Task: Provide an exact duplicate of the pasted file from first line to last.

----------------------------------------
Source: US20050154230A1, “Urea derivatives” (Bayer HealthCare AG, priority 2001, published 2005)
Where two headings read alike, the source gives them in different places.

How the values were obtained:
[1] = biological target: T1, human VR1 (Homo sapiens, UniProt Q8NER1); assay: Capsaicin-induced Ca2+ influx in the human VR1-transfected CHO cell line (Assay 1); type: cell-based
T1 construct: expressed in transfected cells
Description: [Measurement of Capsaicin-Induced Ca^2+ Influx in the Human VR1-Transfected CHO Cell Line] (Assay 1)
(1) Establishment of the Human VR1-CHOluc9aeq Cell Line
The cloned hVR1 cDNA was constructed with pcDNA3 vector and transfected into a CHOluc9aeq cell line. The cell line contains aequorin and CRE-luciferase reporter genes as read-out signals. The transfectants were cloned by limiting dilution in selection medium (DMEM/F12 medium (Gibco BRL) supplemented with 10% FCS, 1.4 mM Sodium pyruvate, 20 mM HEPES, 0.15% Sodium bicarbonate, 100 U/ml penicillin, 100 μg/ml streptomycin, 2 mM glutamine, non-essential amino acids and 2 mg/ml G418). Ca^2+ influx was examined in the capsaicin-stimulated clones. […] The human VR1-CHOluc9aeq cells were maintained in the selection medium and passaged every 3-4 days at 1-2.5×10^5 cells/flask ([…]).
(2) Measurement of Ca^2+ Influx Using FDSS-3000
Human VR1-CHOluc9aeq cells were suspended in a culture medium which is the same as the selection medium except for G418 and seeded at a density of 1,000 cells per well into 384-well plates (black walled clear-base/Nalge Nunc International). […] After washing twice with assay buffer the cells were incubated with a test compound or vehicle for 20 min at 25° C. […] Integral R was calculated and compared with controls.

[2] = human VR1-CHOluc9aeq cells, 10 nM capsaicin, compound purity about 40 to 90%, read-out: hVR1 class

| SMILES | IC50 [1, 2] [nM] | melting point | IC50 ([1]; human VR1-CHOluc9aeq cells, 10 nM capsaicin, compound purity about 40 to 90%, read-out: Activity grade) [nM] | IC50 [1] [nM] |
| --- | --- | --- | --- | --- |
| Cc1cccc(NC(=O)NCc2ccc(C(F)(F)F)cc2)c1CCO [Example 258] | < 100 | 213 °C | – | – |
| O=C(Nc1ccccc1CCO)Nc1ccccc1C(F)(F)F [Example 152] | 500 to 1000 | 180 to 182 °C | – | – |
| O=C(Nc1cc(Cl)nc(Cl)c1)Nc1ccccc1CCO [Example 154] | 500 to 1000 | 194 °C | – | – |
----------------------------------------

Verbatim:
Source: US20050154230A1, “Urea derivatives” (Bayer HealthCare AG, priority 2001, published 2005)
Where two headings read alike, the source gives them in different places.

How the values were obtained:
[1] = biological target: T1, human VR1 (Homo sapiens, UniProt Q8NER1); assay: Capsaicin-induced Ca2+ influx in the human VR1-transfected CHO cell line (Assay 1); type: cell-based
T1 construct: expressed in transfected cells
Description: [Measurement of Capsaicin-Induced Ca^2+ Influx in the Human VR1-Transfected CHO Cell Line] (Assay 1)
(1) Establishment of the Human VR1-CHOluc9aeq Cell Line
The cloned hVR1 cDNA was constructed with pcDNA3 vector and transfected into a CHOluc9aeq cell line. The cell line contains aequorin and CRE-luciferase reporter genes as read-out signals. The transfectants were cloned by limiting dilution in selection medium (DMEM/F12 medium (Gibco BRL) supplemented with 10% FCS, 1.4 mM Sodium pyruvate, 20 mM HEPES, 0.15% Sodium bicarbonate, 100 U/ml penicillin, 100 μg/ml streptomycin, 2 mM glutamine, non-essential amino acids and 2 mg/ml G418). Ca^2+ influx was examined in the capsaicin-stimulated clones. […] The human VR1-CHOluc9aeq cells were maintained in the selection medium and passaged every 3-4 days at 1-2.5×10^5 cells/flask ([…]).
(2) Measurement of Ca^2+ Influx Using FDSS-3000
Human VR1-CHOluc9aeq cells were suspended in a culture medium which is the same as the selection medium except for G418 and seeded at a density of 1,000 cells per well into 384-well plates (black walled clear-base/Nalge Nunc International). […] After washing twice with assay buffer the cells were incubated with a test compound or vehicle for 20 min at 25° C. […] Integral R was calculated and compared with controls.

[2] = human VR1-CHOluc9aeq cells, 10 nM capsaicin, compound purity about 40 to 90%, read-out: hVR1 class

| SMILES | IC50 [1, 2] [nM] | melting point | IC50 ([1]; human VR1-CHOluc9aeq cells, 10 nM capsaicin, compound purity about 40 to 90%, read-out: Activity grade) [nM] | IC50 [1] [nM] |
| --- | --- | --- | --- | --- |
| Cc1cccc(NC(=O)NCc2ccc(C(F)(F)F)cc2)c1CCO [Example 258] | < 100 | 213 °C | – | – |
| O=C(Nc1ccccc1CCO)Nc1ccccc1C(F)(F)F [Example 152] | 500 to 1000 | 180 to 182 °C | – | – |
| O=C(Nc1cc(Cl)nc(Cl)c1)Nc1ccccc1CCO [Example 154] | 500 to 1000 | 194 °C | – | – |